Henry Downing: the effect on a young family of the death of a parent

Henry Downing, 1847-1898

Painter and Decorator of Southend-on-Sea, Essex, and my great great great grandfather

In the 19th century,  the death of a parent could spell financial disaster for a previously comfortably-off family, like the Downings.  Families needed a father to bring in money, and a mother to look after the home and children.  A widow had no income, a widower had no one to care for his offspring while he was at work.  This lead to a large number of hasty remarriages.  But what if things went wrong?  What if the second wife did not get on with the children?  What if both the parents died?   Here I will talk of my great great great grandparents and the effect their untimely demise had on their seven surviving children.

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Leigh St Clements church (2016)

Henry Downing, like many of my ancestors was born in 1847 in the market village of Southminster, in the far end of Essex.  He was the youngest of six.  Unlike many of the other Downings, he decided to leave Southminster and can be found living somewhere different on almost every record – though always within Essex.

Henry and Harriet marriage

On 26th December 1870, he married Harriet Ann Appleton, the daughter of a local gardener, at St Clements Church in Leigh on Sea.  According to the marriage register, Henry was still living in Southminster, and working as a painter.  Their first daughter, Emily Florence, had been born six weeks previously, and Harriet already had an illegitimate daughter, Rose Elizabeth (1866)  Nine more children followed: Alfred Charles (1873), Harry William (1876), Annie Catherine – my great great grandmother (1877), Harriet Leanor (1879), Arthur Melville (1881), Lily Beatrice (1883), Ernest Richard (1885), Joseph Leonard (1888) and Edward Montague (1892).  From these children’s birth and baptism records (and death, in three cases), alongside the censuses, it was possible to follow Henry’s journey around Essex and his job CV, which included gardener, pub landlord, agricultural labourer and groom in various Essex villages.  In 1885, though, he settled in the growing town of Southend-on-Sea.

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Henry worked as a painter and decorator throughout his time in Southend.  Southend was undergoing a boom at the time.  Previously a “suburb” of Prittlewell (the “south end”), the opening of the railway people had started to flock there from London the beach, pier and theatres that had opened up.  Not only did they come to visit, some decided to make Southend their home and the population ballooned from 3,000 in 1850 to 47,000 in 1900 and 120,000 in 1921.  One of the families responsible for building these houses were the Allens – a bunch of rich entrepreneurs from East London, including Frederick James Allen, the man who would become my great great grandfather when he got Henry’s daughter Annie pregnant.  I suspect Henry first came into contact with the Allens when he was employed to paint the new houses they had built.  He does not appear to have been a home owner at any point, but lived in a number of rented properties around Southend.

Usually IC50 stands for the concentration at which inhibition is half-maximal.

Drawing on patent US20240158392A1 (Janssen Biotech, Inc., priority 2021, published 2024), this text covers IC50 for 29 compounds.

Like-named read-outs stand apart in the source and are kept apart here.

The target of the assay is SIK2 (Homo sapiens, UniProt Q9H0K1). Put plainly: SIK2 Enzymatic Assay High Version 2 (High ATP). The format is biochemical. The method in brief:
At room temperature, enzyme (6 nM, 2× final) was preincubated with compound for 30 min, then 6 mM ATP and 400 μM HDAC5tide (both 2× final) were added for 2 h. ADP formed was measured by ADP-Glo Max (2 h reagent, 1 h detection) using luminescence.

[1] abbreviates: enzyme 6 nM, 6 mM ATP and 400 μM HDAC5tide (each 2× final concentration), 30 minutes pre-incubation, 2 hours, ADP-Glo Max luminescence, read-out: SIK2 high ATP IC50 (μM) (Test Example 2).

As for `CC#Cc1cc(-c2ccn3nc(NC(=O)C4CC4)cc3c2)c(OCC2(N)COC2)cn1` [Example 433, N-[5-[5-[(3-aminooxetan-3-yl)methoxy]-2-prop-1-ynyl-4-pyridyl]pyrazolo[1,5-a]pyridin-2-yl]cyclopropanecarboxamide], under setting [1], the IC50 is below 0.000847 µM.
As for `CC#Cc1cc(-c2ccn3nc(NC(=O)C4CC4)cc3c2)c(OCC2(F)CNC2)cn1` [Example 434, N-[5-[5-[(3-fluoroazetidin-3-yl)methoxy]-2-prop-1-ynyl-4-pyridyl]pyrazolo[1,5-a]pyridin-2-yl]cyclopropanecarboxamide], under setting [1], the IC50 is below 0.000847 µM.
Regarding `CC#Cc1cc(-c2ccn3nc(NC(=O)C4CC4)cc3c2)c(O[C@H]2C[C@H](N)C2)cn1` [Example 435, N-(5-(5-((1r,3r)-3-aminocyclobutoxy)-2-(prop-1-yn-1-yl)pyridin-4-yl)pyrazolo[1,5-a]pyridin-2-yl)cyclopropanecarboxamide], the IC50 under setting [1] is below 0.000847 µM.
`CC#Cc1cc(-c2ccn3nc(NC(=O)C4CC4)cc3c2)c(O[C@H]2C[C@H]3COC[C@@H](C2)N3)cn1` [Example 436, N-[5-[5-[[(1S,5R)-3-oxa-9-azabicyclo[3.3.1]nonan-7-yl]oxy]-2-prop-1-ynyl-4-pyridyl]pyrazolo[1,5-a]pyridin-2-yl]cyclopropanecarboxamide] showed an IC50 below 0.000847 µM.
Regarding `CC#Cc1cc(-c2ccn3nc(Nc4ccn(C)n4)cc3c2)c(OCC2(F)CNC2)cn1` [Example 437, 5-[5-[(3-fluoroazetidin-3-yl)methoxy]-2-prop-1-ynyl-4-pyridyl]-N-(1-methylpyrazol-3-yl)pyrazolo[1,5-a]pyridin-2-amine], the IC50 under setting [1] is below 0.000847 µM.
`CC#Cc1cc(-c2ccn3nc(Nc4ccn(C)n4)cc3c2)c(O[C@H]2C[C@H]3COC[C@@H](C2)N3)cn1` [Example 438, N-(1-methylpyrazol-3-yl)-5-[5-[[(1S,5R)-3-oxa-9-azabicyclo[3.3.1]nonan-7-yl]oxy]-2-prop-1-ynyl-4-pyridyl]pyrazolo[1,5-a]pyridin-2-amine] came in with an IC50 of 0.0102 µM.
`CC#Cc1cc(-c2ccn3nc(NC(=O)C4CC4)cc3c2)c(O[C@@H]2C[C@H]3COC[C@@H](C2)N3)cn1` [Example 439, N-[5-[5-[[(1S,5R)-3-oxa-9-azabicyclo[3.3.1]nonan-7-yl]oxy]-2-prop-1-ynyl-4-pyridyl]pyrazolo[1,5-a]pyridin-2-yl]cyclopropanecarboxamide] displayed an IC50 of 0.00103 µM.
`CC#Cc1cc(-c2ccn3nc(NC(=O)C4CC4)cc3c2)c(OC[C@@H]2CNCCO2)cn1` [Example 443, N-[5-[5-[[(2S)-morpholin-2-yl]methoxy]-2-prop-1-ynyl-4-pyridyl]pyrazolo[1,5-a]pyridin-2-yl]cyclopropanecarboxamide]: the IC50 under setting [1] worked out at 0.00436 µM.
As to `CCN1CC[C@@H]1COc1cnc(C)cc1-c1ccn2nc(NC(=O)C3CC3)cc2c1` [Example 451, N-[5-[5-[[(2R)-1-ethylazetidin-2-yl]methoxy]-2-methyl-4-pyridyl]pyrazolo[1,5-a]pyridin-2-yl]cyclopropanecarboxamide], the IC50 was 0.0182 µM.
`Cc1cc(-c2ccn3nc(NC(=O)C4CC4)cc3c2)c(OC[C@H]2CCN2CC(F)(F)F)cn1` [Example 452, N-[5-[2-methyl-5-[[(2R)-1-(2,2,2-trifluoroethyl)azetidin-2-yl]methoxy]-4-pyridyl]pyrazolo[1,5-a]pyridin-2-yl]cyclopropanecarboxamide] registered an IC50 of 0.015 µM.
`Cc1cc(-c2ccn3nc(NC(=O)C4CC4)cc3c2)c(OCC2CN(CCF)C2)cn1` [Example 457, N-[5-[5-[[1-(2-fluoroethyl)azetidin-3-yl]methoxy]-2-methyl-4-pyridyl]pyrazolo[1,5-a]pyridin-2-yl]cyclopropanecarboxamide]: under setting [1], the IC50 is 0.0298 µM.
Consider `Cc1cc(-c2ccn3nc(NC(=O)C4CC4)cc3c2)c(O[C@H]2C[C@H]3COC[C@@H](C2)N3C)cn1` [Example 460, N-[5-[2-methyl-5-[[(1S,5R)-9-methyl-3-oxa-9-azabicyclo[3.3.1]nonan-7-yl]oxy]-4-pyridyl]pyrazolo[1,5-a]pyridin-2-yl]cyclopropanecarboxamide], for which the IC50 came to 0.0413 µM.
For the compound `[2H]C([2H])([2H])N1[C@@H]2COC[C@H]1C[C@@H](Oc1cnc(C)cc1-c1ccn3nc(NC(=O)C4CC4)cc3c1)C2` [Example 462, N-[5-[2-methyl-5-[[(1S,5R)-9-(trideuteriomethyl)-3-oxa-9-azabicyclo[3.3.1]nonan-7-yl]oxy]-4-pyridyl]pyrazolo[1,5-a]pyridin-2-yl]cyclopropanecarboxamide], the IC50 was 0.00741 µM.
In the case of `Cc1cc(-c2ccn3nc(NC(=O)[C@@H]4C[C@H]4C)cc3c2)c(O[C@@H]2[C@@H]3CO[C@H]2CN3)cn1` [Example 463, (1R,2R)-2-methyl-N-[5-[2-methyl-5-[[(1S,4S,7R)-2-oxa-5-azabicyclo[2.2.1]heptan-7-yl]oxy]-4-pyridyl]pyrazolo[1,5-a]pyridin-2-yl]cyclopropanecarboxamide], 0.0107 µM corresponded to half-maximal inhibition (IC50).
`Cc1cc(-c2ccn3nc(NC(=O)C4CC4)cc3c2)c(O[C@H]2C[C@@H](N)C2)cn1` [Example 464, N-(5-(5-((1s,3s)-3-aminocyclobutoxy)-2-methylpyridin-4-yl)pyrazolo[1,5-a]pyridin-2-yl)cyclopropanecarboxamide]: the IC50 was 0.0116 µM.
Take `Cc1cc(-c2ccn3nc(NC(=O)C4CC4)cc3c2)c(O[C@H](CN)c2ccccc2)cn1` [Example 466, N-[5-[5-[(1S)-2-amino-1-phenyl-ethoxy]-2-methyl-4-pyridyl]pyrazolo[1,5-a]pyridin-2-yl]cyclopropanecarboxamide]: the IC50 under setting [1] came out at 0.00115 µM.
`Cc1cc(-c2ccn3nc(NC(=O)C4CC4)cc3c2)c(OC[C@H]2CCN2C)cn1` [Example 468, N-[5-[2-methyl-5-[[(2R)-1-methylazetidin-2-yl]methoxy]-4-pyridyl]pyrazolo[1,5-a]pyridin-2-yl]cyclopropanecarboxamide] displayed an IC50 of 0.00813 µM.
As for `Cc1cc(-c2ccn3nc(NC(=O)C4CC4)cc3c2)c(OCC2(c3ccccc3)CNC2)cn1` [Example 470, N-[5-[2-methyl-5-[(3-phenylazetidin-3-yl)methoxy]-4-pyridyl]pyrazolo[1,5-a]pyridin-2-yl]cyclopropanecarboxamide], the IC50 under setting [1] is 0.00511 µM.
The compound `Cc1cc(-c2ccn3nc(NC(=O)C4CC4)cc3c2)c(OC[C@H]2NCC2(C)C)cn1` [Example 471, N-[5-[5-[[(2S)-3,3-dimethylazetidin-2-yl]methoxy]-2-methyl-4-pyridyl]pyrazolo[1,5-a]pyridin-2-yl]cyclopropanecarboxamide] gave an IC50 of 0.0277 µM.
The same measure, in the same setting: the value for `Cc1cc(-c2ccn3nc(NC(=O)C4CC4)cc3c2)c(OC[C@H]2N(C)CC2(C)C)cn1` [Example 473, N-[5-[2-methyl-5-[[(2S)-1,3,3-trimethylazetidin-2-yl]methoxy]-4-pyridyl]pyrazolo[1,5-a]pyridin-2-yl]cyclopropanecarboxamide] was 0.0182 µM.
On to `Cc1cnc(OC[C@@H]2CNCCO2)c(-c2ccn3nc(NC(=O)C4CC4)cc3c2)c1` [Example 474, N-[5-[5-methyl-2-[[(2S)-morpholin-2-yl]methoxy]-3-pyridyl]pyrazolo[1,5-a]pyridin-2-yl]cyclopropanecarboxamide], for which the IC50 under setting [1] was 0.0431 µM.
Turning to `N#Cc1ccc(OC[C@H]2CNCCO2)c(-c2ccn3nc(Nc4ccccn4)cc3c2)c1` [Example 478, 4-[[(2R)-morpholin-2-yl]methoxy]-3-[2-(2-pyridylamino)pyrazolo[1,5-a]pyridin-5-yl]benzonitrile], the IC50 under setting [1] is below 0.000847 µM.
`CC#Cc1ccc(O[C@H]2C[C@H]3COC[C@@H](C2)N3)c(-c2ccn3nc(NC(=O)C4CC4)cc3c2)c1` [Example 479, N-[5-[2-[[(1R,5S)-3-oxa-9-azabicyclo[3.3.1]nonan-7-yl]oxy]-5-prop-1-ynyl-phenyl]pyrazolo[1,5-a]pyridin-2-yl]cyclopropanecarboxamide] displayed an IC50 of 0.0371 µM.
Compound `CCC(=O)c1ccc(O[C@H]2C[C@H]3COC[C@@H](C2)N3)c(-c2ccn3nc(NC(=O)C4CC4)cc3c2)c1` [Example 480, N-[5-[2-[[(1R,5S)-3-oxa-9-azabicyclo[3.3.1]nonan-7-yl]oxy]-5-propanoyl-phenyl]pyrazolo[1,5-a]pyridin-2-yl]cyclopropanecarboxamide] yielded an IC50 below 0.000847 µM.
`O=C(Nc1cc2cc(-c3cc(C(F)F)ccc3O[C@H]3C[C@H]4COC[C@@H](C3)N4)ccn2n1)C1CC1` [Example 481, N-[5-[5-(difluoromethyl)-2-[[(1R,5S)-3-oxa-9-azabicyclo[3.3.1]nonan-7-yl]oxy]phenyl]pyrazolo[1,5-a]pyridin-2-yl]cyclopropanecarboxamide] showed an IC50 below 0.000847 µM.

Henry’s three year old son, Arthur, died in 1885 from scarlet fever.  He was the first of three of Henry’s sons to die in childhood – he was followed by Ernest (aged 2, in 1887, of hydrocelphalus) and Edward (aged 3, in 1895, from diphtheria).  Harriet Downing died young too, aged just 50, on 28th October 1895 (two weeks before Edward).  The cause of death was given as “capillary bronchitis”.  I can’t help thinking that Harriet was rather young to die from such a thing, but one could perhaps put it down to general low life expectancy of the times combined with breathing their air from Henry’s cigars – but the cause of Henry’s later death might shed some light on why her health was so poor.

Henry himself became very ill not long after Harriet’s demise, but during the time of his illness got he married again – on 19th April 1897, to Emily Simmons, a spinster who, at 28, was 22 years his junior.  This union was evidently unpopular with his children, who must have thought Emily was after what little money Henry had.  Emily and Henry moved to nearby Thundersley, and I suspect a total rift with his family.  The wedding did not take place at the family’s usual church, and the witnesses were not family members.  At the inquest into Henry’s daughter Annie’s death two years later, it was mentioned that Annie believed that Emily was actually responsible for Henry’s sickness – she believed that Emily had been poisoning him.

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Graves at the rather overgrown St Peter’s Thundersley. The site is on a steep hill and has been undermined by a badger set!

Henry died on 21st December 1898 and was buried six days later in an unmarked grave in Thundersley church.  I looked in the relevant issues of the Southend Standard to see if any of his children or his wife had placed a tribute to him, but the only indication of his death I could see was that his son Alfred had returned to Southend and was selling a bicycle – presumably a bicycle belonging to Henry.